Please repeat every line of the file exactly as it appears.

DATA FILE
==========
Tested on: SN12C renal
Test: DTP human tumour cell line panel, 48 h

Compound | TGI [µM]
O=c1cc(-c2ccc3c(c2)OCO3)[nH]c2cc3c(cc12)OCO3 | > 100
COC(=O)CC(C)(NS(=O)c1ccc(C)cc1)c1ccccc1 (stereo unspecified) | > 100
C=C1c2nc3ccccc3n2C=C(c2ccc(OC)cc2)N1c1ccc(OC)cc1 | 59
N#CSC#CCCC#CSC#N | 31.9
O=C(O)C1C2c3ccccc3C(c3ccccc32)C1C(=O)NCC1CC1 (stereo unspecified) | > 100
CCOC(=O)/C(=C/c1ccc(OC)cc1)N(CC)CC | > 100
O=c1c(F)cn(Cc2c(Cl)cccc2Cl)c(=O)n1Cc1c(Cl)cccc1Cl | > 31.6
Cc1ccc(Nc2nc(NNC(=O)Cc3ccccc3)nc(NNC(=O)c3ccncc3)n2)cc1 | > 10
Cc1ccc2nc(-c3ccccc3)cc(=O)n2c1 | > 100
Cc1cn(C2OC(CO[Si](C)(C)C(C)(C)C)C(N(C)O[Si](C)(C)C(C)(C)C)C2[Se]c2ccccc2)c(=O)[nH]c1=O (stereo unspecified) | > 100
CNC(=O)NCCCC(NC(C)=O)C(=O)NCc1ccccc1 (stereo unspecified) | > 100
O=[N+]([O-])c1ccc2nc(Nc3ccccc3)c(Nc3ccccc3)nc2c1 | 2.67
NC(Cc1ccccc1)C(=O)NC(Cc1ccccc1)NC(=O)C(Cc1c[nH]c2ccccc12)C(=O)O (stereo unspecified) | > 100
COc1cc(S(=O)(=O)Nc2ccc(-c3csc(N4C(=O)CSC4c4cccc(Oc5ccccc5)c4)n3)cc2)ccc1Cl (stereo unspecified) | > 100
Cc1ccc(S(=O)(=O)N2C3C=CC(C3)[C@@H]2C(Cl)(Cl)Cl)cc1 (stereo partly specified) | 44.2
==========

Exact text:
Tested on: SN12C renal
Test: DTP human tumour cell line panel, 48 h

Compound | TGI [µM]
O=c1cc(-c2ccc3c(c2)OCO3)[nH]c2cc3c(cc12)OCO3 | > 100
COC(=O)CC(C)(NS(=O)c1ccc(C)cc1)c1ccccc1 (stereo unspecified) | > 100
C=C1c2nc3ccccc3n2C=C(c2ccc(OC)cc2)N1c1ccc(OC)cc1 | 59
N#CSC#CCCC#CSC#N | 31.9
O=C(O)C1C2c3ccccc3C(c3ccccc32)C1C(=O)NCC1CC1 (stereo unspecified) | > 100
CCOC(=O)/C(=C/c1ccc(OC)cc1)N(CC)CC | > 100
O=c1c(F)cn(Cc2c(Cl)cccc2Cl)c(=O)n1Cc1c(Cl)cccc1Cl | > 31.6
Cc1ccc(Nc2nc(NNC(=O)Cc3ccccc3)nc(NNC(=O)c3ccncc3)n2)cc1 | > 10
Cc1ccc2nc(-c3ccccc3)cc(=O)n2c1 | > 100
Cc1cn(C2OC(CO[Si](C)(C)C(C)(C)C)C(N(C)O[Si](C)(C)C(C)(C)C)C2[Se]c2ccccc2)c(=O)[nH]c1=O (stereo unspecified) | > 100
CNC(=O)NCCCC(NC(C)=O)C(=O)NCc1ccccc1 (stereo unspecified) | > 100
O=[N+]([O-])c1ccc2nc(Nc3ccccc3)c(Nc3ccccc3)nc2c1 | 2.67
NC(Cc1ccccc1)C(=O)NC(Cc1ccccc1)NC(=O)C(Cc1c[nH]c2ccccc12)C(=O)O (stereo unspecified) | > 100
COc1cc(S(=O)(=O)Nc2ccc(-c3csc(N4C(=O)CSC4c4cccc(Oc5ccccc5)c4)n3)cc2)ccc1Cl (stereo unspecified) | > 100
Cc1ccc(S(=O)(=O)N2C3C=CC(C3)[C@@H]2C(Cl)(Cl)Cl)cc1 (stereo partly specified) | 44.2